Since I already sent m y serious post, I just wanted to chime in with an anecdote. I was in Washington D.C. last night, staying two blocks from the White House. At 11:30 pm, a half hour after the results were announced, I happened to walk past a very stuffy private club, one that, as far as I can tell, is populated exclusively by hardcore Republican men in their later years. It's the kind of place where you can imagine lobbyists slipping bribes to judges, and Central American coups being plotted... or maybe it's just me. Anyway, as I passed by, two men in black uniforms were high-fiving each other and hooting with delight. From what I could tell, one man was the doorman at the club, the other the chauffeur for one of the club members. Both were African American.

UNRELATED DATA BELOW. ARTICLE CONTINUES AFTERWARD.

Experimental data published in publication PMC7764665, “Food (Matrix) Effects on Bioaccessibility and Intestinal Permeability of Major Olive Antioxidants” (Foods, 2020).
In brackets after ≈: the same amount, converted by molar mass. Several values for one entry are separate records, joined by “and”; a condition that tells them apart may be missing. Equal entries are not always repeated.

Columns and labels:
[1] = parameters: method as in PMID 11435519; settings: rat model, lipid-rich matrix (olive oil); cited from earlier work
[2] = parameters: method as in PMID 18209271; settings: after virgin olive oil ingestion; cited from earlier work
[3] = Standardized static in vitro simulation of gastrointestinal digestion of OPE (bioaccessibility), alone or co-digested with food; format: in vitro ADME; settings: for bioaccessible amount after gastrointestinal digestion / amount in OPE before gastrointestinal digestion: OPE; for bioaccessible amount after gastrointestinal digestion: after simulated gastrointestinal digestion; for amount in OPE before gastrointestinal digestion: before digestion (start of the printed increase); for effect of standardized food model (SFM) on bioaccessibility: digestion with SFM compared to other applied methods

Just then, the club door opened and a bloated, red-faced stereotype of a man walked out. He was utterly miserable; he defined the word "scowl." The two uniformed men immediately returned to their duties: one held open the club door, the other held open the car door. But as they stood at attention, I'm pretty sure I noticed them share a furtive smile.
That, for me, was D.C. last night. Of course the dynamics of wealth and privilege that define the city are still intact. But for one night the people holding open the doors were a hell of a lot happier than the ones walking through them.
Naomi Klein is the author of The Shock Doctrine: The Rise of Disaster Capitalism, now out in paperback. To read all her latest writing visit www.naomiklein.org
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